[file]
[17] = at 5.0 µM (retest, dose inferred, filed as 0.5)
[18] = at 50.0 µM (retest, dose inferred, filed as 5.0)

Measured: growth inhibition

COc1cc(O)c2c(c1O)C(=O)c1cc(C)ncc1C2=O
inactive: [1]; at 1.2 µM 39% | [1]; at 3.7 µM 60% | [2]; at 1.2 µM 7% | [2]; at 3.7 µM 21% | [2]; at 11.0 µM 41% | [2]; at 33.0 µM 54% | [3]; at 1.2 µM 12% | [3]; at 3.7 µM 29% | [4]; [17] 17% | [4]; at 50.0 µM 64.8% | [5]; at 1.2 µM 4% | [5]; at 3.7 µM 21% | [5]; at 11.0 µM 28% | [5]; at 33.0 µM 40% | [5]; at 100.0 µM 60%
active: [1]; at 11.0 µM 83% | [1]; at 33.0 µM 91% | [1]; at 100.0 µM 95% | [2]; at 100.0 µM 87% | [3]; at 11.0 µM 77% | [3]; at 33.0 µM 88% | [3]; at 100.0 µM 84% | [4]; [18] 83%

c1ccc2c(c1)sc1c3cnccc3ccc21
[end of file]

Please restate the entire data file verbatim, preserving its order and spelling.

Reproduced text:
[17] = at 5.0 µM (retest, dose inferred, filed as 0.5)
[18] = at 50.0 µM (retest, dose inferred, filed as 5.0)

Measured: growth inhibition

COc1cc(O)c2c(c1O)C(=O)c1cc(C)ncc1C2=O
inactive: [1]; at 1.2 µM 39% | [1]; at 3.7 µM 60% | [2]; at 1.2 µM 7% | [2]; at 3.7 µM 21% | [2]; at 11.0 µM 41% | [2]; at 33.0 µM 54% | [3]; at 1.2 µM 12% | [3]; at 3.7 µM 29% | [4]; [17] 17% | [4]; at 50.0 µM 64.8% | [5]; at 1.2 µM 4% | [5]; at 3.7 µM 21% | [5]; at 11.0 µM 28% | [5]; at 33.0 µM 40% | [5]; at 100.0 µM 60%
active: [1]; at 11.0 µM 83% | [1]; at 33.0 µM 91% | [1]; at 100.0 µM 95% | [2]; at 100.0 µM 87% | [3]; at 11.0 µM 77% | [3]; at 33.0 µM 88% | [3]; at 100.0 µM 84% | [4]; [18] 83%

c1ccc2c(c1)sc1c3cnccc3ccc21